According to Section 38 of the CBN Act, 2007, the total amount of such advances outstanding shall not at any time exceed five percent of the previous year’s actual revenue of the Federal Government.

“All advances shall be repaid as soon as possible and shall, in any event, be repayable by the end of the Federal Government financial year in which they are granted and if such advances remain unpaid at the end of the year, the power of the bank to grant such further advances in any subsequent year shall not be exercisable, unless the outstanding advances have been repaid,” it says.

Read also: How CBN disbursed N928bn under Anchor Borrowers’ Programme

The last time the Federal Government made a repayment was in May 2017, and its debt to the CBN has been growing steadily since then, the bank’s data showed.

The World Bank, in a report in November last year, noted that the Federal Government’s recourse to CBN’s overdraft facility had repeatedly exceeded the limit of five percent of the previous year’s fiscal revenues.

It said the government continued to draw on the facility in 2020, with borrowing from the central bank amounting to around 80 percent of the previous year’s fiscal revenues.

In 2020, the government turned to the apex bank for a record N4.9 trillion to plug its fiscal financing gap amid the economic fallout of the COVID-19 pandemic, bringing its total borrowing from the CBN to N13.11 trillion at the end of that year.

“N18 trillion is significant. It is about 40 percent of the money supply,” Bismarck Rewane, MD/CEO of Financial Derivatives Company Ltd, said.

Money supply (M2) rose to N44.46 trillion as of January 2022 from N37.74 trillion a year earlier, according to the CBN.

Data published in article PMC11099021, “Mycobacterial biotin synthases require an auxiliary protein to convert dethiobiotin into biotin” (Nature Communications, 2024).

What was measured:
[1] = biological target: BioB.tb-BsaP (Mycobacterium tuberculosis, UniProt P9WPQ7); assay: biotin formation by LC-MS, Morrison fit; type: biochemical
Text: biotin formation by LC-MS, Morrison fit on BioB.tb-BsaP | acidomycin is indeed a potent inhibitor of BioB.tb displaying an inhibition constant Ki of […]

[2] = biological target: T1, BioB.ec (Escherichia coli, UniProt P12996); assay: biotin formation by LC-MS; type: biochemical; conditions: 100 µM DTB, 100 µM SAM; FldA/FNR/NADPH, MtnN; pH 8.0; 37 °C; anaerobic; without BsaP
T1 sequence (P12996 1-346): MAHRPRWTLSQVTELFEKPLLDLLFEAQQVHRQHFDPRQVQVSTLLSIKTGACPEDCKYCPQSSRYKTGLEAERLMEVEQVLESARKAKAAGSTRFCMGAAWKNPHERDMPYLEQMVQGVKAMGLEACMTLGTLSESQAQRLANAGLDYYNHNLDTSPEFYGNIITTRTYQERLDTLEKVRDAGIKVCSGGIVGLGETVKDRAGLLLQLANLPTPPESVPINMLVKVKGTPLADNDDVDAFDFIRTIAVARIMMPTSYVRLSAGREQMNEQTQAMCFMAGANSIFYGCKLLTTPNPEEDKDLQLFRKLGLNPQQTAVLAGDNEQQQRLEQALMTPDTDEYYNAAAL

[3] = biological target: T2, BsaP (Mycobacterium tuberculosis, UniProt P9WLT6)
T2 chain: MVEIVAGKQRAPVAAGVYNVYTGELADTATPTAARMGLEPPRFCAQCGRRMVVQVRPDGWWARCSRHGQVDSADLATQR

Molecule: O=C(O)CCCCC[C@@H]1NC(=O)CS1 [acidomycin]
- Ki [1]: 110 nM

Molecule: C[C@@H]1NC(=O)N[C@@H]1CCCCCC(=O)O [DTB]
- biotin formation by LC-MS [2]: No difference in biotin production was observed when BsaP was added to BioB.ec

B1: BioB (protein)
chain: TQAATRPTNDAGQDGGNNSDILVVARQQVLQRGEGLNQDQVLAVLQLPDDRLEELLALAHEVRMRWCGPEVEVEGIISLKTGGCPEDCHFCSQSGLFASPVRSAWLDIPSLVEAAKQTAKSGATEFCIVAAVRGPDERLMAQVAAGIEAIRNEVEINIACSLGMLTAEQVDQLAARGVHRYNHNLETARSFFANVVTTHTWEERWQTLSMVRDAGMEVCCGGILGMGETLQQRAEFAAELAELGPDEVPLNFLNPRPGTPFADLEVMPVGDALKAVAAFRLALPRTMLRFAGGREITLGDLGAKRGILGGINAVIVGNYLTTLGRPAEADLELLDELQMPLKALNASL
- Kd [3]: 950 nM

Money supply (M2) rose to N44.46 trillion as of January 2022 from N37.74 trillion a year earlier, according to the CBN

“If the Federal Government was to say it cannot borrow from the central bank today, and therefore put N18 trillion worth of securities into the market, interest rates will spike,” Rewane, a member of the Presidential Economic Advisory Council, told BusinessDay.

He said the reason for the high level of ways and means advances was that the government was issuing Treasury bills at what he described as “artificially depressed interest rates.”

The financial expert said, “When you have interest rates that are so far below the rate of inflation, it results in distortion. Rational investors are saying that it doesn’t make sense for us to buy government paper, and it’s because they didn’t buy government paper that we are having high ways and means advances.

“The interest rate structure is not efficient. Move your interest rate as close as possible, not immediately – but just start moving it, towards the level of the inflation rate.”

Money supply expands, heightens inflation risk